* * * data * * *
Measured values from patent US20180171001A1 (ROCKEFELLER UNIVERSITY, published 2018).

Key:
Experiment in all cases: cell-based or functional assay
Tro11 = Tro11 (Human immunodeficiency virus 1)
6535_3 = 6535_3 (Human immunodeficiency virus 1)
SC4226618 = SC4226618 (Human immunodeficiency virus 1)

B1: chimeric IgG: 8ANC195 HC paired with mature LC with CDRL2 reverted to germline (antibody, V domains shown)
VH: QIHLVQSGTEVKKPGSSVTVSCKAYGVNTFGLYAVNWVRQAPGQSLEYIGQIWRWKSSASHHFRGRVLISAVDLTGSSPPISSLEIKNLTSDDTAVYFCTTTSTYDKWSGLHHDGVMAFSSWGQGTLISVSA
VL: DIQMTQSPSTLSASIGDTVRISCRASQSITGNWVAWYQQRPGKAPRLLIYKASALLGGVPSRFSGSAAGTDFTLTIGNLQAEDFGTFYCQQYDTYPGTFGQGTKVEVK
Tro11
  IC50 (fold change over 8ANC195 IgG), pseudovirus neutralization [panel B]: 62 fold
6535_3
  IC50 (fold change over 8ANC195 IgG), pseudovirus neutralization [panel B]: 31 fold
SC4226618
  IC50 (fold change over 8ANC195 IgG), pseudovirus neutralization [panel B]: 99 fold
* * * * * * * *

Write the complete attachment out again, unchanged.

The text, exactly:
Measured values from patent US20180171001A1 (ROCKEFELLER UNIVERSITY, published 2018).

Key:
Experiment in all cases: cell-based or functional assay
Tro11 = Tro11 (Human immunodeficiency virus 1)
6535_3 = 6535_3 (Human immunodeficiency virus 1)
SC4226618 = SC4226618 (Human immunodeficiency virus 1)

B1: chimeric IgG: 8ANC195 HC paired with mature LC with CDRL2 reverted to germline (antibody, V domains shown)
VH: QIHLVQSGTEVKKPGSSVTVSCKAYGVNTFGLYAVNWVRQAPGQSLEYIGQIWRWKSSASHHFRGRVLISAVDLTGSSPPISSLEIKNLTSDDTAVYFCTTTSTYDKWSGLHHDGVMAFSSWGQGTLISVSA
VL: DIQMTQSPSTLSASIGDTVRISCRASQSITGNWVAWYQQRPGKAPRLLIYKASALLGGVPSRFSGSAAGTDFTLTIGNLQAEDFGTFYCQQYDTYPGTFGQGTKVEVK
Tro11
  IC50 (fold change over 8ANC195 IgG), pseudovirus neutralization [panel B]: 62 fold
6535_3
  IC50 (fold change over 8ANC195 IgG), pseudovirus neutralization [panel B]: 31 fold
SC4226618
  IC50 (fold change over 8ANC195 IgG), pseudovirus neutralization [panel B]: 99 fold